When you’re reading with your infant, it is not very important to read each word of a story. While language is important, at this age any talking or singing you do will be beneficial. When it comes to physical books, the important thing is to have incredibly positive experiences with these objects. Yanking a book away when they put it in their mouths or forcing them to turn pages when they don’t want to yet isn’t necessary. Sure it makes it easier to read the book, but it’s more fun for the baby to play with the book as they see fit.

So how do we share a book with them? Instead of focusing on the words, point at pictures and talk about the illustrations. Ask them questions (even though they’re too young to answer). Don’t be afraid of wordless picture books – these encourage even more parent/child/book interaction!

If you really want to read all the words, try giving them their own book to hold and play with while you read from another one. That way baby’s hands (and mouth) can physically explore the book, and baby’s brain simultaneously benefits linguistically from hearing you read.

Looking for more info? Check out these helpful websites!

Better Beginnings, from the State Library of Western Australia
Reading Rockets, from the U.S. Department of Education
Zero to Three, from the National Center for Infants, Toddlers, and Families

Monday, August 20, 2012

Only Two Days Left of Summer Reading!

All summer you've been reading and recording your hours, working toward our goals of donating animals to Heifer International.  So far, you've read over 1500 hours, and you've donating ducklings, geese, and rabbits.  And now you're almost there... on Wednesday, we'll hold our big Wrap-Up Party and we'll find out if we've read enough to donate a pig!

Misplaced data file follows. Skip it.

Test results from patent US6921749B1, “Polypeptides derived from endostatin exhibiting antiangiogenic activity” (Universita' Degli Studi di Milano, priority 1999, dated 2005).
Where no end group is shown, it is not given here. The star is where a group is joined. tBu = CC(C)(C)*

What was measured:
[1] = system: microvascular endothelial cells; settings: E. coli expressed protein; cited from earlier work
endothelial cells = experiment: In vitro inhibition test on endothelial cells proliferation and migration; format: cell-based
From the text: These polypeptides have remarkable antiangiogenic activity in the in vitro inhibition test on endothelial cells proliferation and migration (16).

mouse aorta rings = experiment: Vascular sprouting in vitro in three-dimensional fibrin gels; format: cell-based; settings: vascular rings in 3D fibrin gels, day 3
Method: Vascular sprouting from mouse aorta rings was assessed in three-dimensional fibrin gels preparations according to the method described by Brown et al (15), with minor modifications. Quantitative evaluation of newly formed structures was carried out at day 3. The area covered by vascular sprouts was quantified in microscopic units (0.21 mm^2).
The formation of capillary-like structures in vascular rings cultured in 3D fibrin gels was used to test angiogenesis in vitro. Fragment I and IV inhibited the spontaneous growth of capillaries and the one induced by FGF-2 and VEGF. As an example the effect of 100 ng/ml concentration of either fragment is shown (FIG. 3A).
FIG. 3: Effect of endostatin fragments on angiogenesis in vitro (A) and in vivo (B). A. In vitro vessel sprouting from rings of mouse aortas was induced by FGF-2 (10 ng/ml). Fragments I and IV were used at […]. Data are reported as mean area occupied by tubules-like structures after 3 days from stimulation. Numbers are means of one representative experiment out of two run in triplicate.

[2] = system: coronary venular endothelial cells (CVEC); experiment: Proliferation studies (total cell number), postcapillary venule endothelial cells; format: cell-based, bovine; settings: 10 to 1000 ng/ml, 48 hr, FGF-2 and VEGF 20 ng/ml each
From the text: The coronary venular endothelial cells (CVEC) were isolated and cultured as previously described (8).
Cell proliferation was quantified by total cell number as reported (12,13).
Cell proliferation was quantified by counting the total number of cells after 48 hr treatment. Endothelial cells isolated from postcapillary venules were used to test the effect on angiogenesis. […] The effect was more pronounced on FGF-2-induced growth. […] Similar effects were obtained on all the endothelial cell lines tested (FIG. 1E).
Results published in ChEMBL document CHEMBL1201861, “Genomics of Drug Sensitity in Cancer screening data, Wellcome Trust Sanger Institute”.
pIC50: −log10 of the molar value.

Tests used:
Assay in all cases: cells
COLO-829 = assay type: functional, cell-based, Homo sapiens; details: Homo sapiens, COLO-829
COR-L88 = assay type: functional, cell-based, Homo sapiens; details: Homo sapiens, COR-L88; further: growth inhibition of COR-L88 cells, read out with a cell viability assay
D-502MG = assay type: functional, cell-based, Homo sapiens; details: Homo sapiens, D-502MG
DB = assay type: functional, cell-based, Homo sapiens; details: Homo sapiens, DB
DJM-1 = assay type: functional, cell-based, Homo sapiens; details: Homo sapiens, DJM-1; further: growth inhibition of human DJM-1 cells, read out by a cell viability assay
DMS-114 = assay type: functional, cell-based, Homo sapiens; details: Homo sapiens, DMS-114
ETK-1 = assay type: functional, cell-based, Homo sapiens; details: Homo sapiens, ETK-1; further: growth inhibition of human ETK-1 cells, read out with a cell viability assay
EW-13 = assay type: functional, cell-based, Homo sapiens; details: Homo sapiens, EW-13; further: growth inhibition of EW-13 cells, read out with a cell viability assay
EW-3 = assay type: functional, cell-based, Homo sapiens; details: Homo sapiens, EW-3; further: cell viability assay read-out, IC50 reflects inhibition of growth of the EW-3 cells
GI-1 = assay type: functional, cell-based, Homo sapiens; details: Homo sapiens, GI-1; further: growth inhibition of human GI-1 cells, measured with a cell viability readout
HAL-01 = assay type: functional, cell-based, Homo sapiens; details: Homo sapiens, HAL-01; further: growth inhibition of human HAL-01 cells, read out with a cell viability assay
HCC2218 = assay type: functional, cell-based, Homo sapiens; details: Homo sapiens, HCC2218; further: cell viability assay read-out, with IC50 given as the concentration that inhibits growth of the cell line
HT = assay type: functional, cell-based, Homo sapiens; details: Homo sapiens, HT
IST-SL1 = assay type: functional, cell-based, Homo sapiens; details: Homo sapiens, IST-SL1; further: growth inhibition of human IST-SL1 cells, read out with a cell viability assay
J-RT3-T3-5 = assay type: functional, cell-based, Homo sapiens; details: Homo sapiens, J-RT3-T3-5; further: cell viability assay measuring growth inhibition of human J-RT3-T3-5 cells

The fun will start with our Wednesday Special program at 2:00pm.  The Museum of Science will be here to tell us all about Super Cold Science!  You'll find out how all sorts of matter changes when its temperature is cooled to super cold temperatures! This program is geared towards kids entering grades K-5.

When the program is finishing up, we'll move into our Wrap-Up Party, which is for all ages.  That's when we'll finally announce the total number of hours we've read throughout the summer, and we'll find out if it's enough to donate a pig.  And then, of course, we'll eat cake!

(This is a picture of last year's cake.  But this year's cake will be equally delicious!)

And be sure you come into the library before the program on Wednesday to record any additional hours you've been reading.  That way your hours will count toward the grand total we announce at the party.  So mark your calendars!  You won't want to miss the culmination of all the reading you've been doing!  

Thursday, August 16, 2012

Book Review from a Parent

As you may remember, few months ago we had a bunch of Advanced Reader Copies of soon-to-be published books available for kids and parents to take home, review, and then keep.  Here's another one of those reviews from a local mom!

After the Kill by Darrin Lunde

"This book has beautiful illustrations that depict realistic events of the jungle.  Given all of the factual information, this book is probably best for late elementary readers, grades 4-6.  I look forward to reading this book with my son when he's a bit older."

If you have an ARC book at home, don't forget to bring in a review that you or your children write.  We don't currently have any more books to give away, but keep your eyes peeled because we probably will again in the future.